Telefon:+352 49 93 93 93
While the Danish capital may be suffering the reverse problem to Luxembourg - too many bikes - Luxembourg, with its lack of a cycling culture had plenty to learn from the panel.
Guests included Klaus Bondam, former Copenhagen mayor, Lasse Schelder, from the Bicycle Innovation Lab, Frits Bredal of the Danish Cycling Association and Helle Soholt of Gehl Architects, who explained the explosion of cycling in Copenhagen to an audience of around 50 people at the Cercle Cité on Monday.
One in three cycle to work
Today, more than a third (36 percent) of work place trips in Copenhagen are made by bike, marking a ten percent rise compared with ten years ago. Klaus Bondam explained that much of the sea change occurred during the first oil crisis of 1972, pushing up fuel prices and forcing people to find cheaper more sustainable forms of transport.
“It's a crisis now because for many people buying petrol is a big portion of the budget. Maybe this is a good thing that will come out of the crisis,” he said. Copenhagen invested heavily in infrastructure and urban planning to make itself a bike-friendly city with 360 kilometres of cycle paths. So, why is Luxembourg unable to follow suit? The capital launched a cycling strategy six year ago, which is slowly bearing fruit and has resulted in an increase in bike take up, from 1 percent of journeys to 3 percent.
Luxembourg, not the champions of Europe
First City Eschevin and Green party MP François Bausch pointed out that Luxembourg's low taxes and cheap fuel do not give people enough of a financial incentive to ditch the car. That said, with 40 percent of all car journeys covering less than three kilometres, for some areas getting more people to cycle does not sound impossible. “We're not the champions of Europe but we've already a better average than before,” said Bausch.
The panel looked at a number of factors which could help grow cycling take up, including safety, investment in infrastructure, education and communication.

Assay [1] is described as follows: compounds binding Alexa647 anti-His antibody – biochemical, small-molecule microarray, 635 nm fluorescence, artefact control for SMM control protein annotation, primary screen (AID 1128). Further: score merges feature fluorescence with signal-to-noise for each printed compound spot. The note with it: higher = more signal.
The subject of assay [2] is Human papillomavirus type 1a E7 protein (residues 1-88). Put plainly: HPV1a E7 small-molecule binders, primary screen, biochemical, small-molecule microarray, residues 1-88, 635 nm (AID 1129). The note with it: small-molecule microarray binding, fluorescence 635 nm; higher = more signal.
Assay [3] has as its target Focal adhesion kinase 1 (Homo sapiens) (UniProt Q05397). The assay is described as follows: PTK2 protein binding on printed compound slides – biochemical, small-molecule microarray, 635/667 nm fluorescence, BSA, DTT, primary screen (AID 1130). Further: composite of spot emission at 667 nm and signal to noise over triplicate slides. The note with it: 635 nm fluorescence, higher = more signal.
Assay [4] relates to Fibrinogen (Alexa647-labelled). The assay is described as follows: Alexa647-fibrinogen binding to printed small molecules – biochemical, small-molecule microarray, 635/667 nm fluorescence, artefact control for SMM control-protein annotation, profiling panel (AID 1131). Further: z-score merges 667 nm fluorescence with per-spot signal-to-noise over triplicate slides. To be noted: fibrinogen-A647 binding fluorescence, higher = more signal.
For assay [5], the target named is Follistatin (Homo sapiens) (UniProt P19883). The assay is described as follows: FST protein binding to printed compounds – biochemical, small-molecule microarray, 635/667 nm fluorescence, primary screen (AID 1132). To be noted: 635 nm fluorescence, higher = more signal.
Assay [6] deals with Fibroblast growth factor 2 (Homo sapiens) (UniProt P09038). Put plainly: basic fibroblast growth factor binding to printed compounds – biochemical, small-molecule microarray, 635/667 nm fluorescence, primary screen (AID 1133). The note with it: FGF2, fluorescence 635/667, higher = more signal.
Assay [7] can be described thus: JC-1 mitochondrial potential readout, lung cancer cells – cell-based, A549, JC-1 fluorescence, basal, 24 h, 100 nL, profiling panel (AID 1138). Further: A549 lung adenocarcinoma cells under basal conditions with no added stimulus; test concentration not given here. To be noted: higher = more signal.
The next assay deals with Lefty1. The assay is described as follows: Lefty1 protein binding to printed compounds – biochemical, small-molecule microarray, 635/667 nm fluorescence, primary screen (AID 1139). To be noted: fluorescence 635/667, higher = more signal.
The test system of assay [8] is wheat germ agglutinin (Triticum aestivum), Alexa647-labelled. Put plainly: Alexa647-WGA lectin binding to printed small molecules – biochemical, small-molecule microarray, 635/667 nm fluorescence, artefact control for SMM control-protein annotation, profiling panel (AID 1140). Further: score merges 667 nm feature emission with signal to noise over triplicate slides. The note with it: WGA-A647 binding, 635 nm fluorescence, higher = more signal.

Increasing the feeling of safety, Helle Soholt pointed out, comes when a critical mass of cyclists is achieved. “When the number of cyclists goes up, the number of casualties goes down,” she said. She suggested working closely with police to identify accident hotspots and formulate solutions. “Sometimes it's paint, sometimes it's adjusting the traffic lights or creating better visibility,” she added.
Invest in cycling
Investment to create cycle paths and link them is a crucial factor, the panel pointed out. By reducing parking spaces in Copenhagen by up to 3 percent each year over 30 years, the number of cars in the city has stabilised, leaving space to build the network of cycle paths.
“You can always do the cheap thing with a little bit of paint. Politicians like that because it's easy and doesn't cost a lot. But, you have to invest in real construction. If you look at what we invest in the highways, it's interesting to see how much it costs to build one kilometre of highway. For the same price you get an enormous amount of bike track," continued Soholt.
The panel described pro-cycling campaigns launched in Copenhagen and called on Luxembourg's campaigners to do more to promote cycling.
Klaus said: “Work with bloggers and trendy messages. Because they can do things that a transport ministry can't do.”
The event was organised by the Danish Embassy to Luxembourg as part of the Fête du Vélo on June 17. See below for further details.